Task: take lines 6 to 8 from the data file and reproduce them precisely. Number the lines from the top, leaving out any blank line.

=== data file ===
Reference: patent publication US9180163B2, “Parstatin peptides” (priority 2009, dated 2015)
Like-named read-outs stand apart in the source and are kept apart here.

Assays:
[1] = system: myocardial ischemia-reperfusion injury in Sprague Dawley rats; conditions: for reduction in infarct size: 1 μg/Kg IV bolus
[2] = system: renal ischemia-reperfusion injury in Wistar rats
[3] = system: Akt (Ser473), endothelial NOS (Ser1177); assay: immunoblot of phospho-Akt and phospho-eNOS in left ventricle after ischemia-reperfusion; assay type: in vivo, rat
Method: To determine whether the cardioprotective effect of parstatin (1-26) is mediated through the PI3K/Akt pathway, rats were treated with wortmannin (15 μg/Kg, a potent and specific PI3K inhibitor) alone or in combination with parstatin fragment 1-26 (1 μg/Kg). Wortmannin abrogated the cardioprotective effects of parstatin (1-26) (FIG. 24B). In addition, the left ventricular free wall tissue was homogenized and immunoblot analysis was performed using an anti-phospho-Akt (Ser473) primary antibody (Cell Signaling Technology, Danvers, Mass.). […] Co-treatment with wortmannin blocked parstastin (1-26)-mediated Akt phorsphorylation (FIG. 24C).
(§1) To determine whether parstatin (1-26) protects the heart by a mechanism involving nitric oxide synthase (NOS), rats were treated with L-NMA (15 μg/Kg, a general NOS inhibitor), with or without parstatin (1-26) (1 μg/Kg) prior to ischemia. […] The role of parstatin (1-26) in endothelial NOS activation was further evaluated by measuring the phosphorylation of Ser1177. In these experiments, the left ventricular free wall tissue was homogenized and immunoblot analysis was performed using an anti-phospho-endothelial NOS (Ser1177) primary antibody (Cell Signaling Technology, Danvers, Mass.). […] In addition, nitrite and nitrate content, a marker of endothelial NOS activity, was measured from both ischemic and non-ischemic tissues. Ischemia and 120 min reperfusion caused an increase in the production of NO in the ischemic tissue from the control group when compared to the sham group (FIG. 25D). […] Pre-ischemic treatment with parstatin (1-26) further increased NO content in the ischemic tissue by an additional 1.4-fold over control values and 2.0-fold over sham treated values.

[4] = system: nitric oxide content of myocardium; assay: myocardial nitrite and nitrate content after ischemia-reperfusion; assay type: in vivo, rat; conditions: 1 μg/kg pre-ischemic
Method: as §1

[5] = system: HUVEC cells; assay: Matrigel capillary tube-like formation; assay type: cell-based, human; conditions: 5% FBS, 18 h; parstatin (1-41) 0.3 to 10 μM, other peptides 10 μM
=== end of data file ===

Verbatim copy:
[3] = system: Akt (Ser473), endothelial NOS (Ser1177); assay: immunoblot of phospho-Akt and phospho-eNOS in left ventricle after ischemia-reperfusion; assay type: in vivo, rat
Method: To determine whether the cardioprotective effect of parstatin (1-26) is mediated through the PI3K/Akt pathway, rats were treated with wortmannin (15 μg/Kg, a potent and specific PI3K inhibitor) alone or in combination with parstatin fragment 1-26 (1 μg/Kg). Wortmannin abrogated the cardioprotective effects of parstatin (1-26) (FIG. 24B). In addition, the left ventricular free wall tissue was homogenized and immunoblot analysis was performed using an anti-phospho-Akt (Ser473) primary antibody (Cell Signaling Technology, Danvers, Mass.). […] Co-treatment with wortmannin blocked parstastin (1-26)-mediated Akt phorsphorylation (FIG. 24C).
(§1) To determine whether parstatin (1-26) protects the heart by a mechanism involving nitric oxide synthase (NOS), rats were treated with L-NMA (15 μg/Kg, a general NOS inhibitor), with or without parstatin (1-26) (1 μg/Kg) prior to ischemia. […] The role of parstatin (1-26) in endothelial NOS activation was further evaluated by measuring the phosphorylation of Ser1177. In these experiments, the left ventricular free wall tissue was homogenized and immunoblot analysis was performed using an anti-phospho-endothelial NOS (Ser1177) primary antibody (Cell Signaling Technology, Danvers, Mass.). […] In addition, nitrite and nitrate content, a marker of endothelial NOS activity, was measured from both ischemic and non-ischemic tissues. Ischemia and 120 min reperfusion caused an increase in the production of NO in the ischemic tissue from the control group when compared to the sham group (FIG. 25D). […] Pre-ischemic treatment with parstatin (1-26) further increased NO content in the ischemic tissue by an additional 1.4-fold over control values and 2.0-fold over sham treated values.